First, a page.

Editors’ Note:  while some on the US Left seem to think that the Left Front (Front Gauche ) in France is a wholly positive development, the interview below with one of its main spokesmen shows how opportunistic the Front Gauche is in going along with French intervention in its ex-colony, Mali.  For almost a century social reformism has openly supported imperialism and imperialist war.  Nowadays, social reformism covers up its opportunism by claiming an intervention is "humanitarian." Of late, "humanitarian imperialism" has been on display in Lebanon, Libya, Syria, Iraq and other lands in Africa and the Middle East.  In other imperialist states,  the "humanitarian" imperialist argument is influential, for example, in the US among many Democrats, and in Britain among right-wing Labour supporters. Their flawed mode of reasoning is similar, and it is illustrated below.

Interview with François Asensi, speaker of the Left Front Group in the French National Assembly on Mali

It is rare that the progressive camp approves of French military intervention abroad, why is Mali an exception? François Asensi. We are dealing here with bloodthirsty extremist groups, trying to impose a medieval society. This fundamentalism is a new form of fascism. We should not be under an illusions about the nature of the dictatorial regimes that they seek to impose; they are a serious threat for all progressives. We must do everything to block the path of these groups who wish carve up Mali.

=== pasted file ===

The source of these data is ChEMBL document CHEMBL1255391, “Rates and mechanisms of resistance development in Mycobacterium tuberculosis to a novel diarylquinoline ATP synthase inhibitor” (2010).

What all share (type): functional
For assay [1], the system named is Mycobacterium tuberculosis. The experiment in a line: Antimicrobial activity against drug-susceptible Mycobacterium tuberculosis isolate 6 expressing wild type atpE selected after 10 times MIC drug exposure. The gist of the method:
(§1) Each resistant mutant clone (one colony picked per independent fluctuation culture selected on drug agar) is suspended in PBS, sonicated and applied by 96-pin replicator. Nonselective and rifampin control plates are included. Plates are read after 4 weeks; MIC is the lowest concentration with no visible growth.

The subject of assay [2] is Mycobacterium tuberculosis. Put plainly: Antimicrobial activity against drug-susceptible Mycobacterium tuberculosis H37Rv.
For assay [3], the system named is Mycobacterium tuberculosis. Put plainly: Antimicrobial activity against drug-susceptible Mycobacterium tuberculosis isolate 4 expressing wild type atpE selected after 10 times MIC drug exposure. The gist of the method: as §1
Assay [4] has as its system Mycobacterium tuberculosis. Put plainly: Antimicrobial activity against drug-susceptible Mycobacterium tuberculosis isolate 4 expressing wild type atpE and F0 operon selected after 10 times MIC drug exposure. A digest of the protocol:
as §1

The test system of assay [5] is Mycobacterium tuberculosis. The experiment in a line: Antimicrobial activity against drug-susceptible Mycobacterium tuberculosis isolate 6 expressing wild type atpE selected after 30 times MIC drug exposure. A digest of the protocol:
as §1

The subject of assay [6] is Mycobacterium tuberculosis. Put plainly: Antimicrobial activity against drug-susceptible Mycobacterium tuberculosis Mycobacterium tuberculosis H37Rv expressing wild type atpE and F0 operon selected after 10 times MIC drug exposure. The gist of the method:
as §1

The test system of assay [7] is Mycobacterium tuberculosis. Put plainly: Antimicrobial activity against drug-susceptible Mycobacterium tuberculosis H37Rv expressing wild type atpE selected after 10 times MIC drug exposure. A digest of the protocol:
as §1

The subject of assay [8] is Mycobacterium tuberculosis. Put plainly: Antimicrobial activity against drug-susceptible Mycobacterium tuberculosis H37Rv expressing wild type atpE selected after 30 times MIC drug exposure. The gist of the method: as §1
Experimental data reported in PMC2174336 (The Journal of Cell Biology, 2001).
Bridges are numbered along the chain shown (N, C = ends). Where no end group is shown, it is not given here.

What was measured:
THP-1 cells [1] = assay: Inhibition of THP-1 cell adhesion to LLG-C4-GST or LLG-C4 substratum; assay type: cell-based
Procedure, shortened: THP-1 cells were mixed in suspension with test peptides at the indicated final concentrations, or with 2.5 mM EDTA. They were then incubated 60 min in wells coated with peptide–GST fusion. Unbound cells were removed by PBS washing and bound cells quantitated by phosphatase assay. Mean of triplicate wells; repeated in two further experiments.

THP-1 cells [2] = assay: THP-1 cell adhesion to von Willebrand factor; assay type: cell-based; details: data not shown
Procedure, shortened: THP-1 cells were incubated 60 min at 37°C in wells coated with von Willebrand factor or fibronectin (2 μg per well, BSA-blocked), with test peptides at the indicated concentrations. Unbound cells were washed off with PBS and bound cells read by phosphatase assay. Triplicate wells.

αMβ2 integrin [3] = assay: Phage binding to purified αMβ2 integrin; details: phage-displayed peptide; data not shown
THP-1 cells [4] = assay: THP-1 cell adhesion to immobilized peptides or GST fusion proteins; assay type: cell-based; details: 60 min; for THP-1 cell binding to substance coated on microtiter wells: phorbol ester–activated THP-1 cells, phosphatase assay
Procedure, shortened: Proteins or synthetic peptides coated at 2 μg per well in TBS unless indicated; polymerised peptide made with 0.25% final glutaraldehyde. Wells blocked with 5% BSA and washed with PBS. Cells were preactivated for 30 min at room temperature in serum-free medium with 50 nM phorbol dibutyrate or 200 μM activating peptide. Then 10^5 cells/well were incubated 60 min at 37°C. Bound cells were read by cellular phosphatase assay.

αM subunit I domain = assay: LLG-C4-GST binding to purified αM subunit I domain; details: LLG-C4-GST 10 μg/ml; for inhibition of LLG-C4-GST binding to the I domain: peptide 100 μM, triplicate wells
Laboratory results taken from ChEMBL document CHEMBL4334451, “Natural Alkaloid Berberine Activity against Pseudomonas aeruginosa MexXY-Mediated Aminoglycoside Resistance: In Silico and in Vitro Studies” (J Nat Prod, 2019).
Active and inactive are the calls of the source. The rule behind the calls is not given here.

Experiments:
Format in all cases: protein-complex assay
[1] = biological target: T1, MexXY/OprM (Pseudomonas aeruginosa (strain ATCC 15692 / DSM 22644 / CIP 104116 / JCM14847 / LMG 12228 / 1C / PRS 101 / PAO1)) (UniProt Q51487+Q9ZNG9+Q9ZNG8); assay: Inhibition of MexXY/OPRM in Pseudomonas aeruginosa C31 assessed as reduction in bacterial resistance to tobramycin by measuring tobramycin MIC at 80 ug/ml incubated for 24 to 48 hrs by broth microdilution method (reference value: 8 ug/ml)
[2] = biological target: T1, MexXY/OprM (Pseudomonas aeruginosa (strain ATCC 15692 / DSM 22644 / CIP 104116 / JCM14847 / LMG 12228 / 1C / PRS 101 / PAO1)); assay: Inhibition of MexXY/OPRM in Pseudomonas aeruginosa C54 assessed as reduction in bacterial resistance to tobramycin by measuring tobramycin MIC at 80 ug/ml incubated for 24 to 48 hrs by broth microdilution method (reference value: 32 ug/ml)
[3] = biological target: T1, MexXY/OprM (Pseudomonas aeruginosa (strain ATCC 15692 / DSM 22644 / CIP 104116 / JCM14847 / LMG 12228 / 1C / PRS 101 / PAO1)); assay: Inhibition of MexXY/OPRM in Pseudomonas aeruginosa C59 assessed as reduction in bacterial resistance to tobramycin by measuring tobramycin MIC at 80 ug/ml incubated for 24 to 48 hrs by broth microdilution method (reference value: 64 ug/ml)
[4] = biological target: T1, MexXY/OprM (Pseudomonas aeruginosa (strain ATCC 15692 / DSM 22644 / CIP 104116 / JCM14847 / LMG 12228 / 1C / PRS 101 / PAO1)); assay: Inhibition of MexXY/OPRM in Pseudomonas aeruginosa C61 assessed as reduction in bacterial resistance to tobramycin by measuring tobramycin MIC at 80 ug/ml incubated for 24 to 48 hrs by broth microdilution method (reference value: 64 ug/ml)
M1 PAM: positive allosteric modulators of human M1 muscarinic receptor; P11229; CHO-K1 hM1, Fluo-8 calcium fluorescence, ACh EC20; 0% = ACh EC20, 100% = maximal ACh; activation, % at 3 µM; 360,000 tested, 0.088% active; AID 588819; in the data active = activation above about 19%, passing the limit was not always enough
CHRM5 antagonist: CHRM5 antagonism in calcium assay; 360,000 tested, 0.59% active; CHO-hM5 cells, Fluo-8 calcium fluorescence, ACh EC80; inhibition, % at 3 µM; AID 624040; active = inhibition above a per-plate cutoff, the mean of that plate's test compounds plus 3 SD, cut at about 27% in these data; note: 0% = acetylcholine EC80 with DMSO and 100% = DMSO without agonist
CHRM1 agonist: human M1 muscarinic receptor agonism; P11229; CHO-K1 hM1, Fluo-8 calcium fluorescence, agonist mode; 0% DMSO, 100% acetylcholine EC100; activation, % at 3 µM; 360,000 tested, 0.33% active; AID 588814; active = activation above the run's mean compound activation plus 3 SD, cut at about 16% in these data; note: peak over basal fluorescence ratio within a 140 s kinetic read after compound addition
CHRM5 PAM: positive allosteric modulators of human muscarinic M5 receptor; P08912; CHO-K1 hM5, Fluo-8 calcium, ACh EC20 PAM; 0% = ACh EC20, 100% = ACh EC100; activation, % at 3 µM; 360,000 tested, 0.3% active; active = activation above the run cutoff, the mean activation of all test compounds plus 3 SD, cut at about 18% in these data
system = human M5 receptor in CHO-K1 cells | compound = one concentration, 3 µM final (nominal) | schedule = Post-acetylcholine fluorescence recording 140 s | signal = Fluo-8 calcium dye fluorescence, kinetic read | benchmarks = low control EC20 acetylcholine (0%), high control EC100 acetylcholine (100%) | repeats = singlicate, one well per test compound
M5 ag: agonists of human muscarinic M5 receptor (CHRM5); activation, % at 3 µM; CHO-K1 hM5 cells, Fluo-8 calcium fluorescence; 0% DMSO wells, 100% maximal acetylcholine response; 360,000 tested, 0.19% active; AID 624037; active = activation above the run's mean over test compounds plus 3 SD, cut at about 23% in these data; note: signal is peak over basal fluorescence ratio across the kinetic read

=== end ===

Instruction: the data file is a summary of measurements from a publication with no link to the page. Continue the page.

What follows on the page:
Have the goals [of the intervention] been identified?

François Asensi. I am not being naive as to the hegemonic ulterior motives or neocolonial designs that may be at work in order to protect the interests of multinationals in Africa. When do we believe that the France’s intervention should be ended? The priority is to enable Mali to maintain its [national] integrity, build democratic institutions and follow a progressive path. Military intervention is obviously not likely to fix those steps there, but it is a prerequisite. Non-intervention would have been cowardice, France must clearly state the objective  – reconstruction of a democratic state – and be limited to that. This intervention is uncomfortable, probably because of the unfinished Françafrique project. How can we not see the weight of the colonial legacy and artificial borders drawn in the current conflict?

At the same time, you have expressed, on behalf of the group “heavy reserves” …

François Asensi. The scenario of an offensive to the south of Mali was predictable, the army column was not formed in 48 hours … The intervention was not inevitable, the UN mandate does not mean an imperative to intervene. Will we be able to gain the upper hand with jihadist forces without weakening them in neighboring countries?
 There is a real risk of destabilizing the entire region – Niger, Mauritania, Algeria

Finally, you fear the revival of the fatal idea, a “clash of civilizations” …

François Asensi. Words have meaning, the government says “terrorists”, while we are dealing with fundamentalists who have nothing to do with Islam and who are Sahel a hub for their trafficking. Personally, I think the military solution failed in Afghanistan and Iraq. Initiate a war against terrorism in general makes me fear the revival of a ‘war of civilizations’. The alchemy at work is dangerous for democracy and the people.


Via 21st Century Manifesto, http://21centurymanifesto.wordpress.com/
January 22, 2013